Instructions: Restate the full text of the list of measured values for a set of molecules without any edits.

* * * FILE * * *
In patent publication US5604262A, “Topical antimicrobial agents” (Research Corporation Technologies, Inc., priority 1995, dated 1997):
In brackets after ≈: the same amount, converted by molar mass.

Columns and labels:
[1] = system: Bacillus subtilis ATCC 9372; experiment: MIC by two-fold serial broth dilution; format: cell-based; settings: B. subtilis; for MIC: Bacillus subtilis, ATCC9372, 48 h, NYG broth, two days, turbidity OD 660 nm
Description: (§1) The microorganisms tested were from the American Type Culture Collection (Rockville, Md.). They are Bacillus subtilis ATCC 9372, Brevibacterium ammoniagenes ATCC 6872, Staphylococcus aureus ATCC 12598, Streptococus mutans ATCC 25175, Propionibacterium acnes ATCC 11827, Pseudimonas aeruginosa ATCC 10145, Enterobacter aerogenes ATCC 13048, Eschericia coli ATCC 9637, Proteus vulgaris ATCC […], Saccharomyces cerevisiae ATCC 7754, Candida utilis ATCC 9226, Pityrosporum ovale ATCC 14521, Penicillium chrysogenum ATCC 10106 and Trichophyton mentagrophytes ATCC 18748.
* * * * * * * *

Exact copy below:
In patent publication US5604262A, “Topical antimicrobial agents” (Research Corporation Technologies, Inc., priority 1995, dated 1997):
In brackets after ≈: the same amount, converted by molar mass.

Columns and labels:
[1] = system: Bacillus subtilis ATCC 9372; experiment: MIC by two-fold serial broth dilution; format: cell-based; settings: B. subtilis; for MIC: Bacillus subtilis, ATCC9372, 48 h, NYG broth, two days, turbidity OD 660 nm
Description: (§1) The microorganisms tested were from the American Type Culture Collection (Rockville, Md.). They are Bacillus subtilis ATCC 9372, Brevibacterium ammoniagenes ATCC 6872, Staphylococcus aureus ATCC 12598, Streptococus mutans ATCC 25175, Propionibacterium acnes ATCC 11827, Pseudimonas aeruginosa ATCC 10145, Enterobacter aerogenes ATCC 13048, Eschericia coli ATCC 9637, Proteus vulgaris ATCC […], Saccharomyces cerevisiae ATCC 7754, Candida utilis ATCC 9226, Pityrosporum ovale ATCC 14521, Penicillium chrysogenum ATCC 10106 and Trichophyton mentagrophytes ATCC 18748.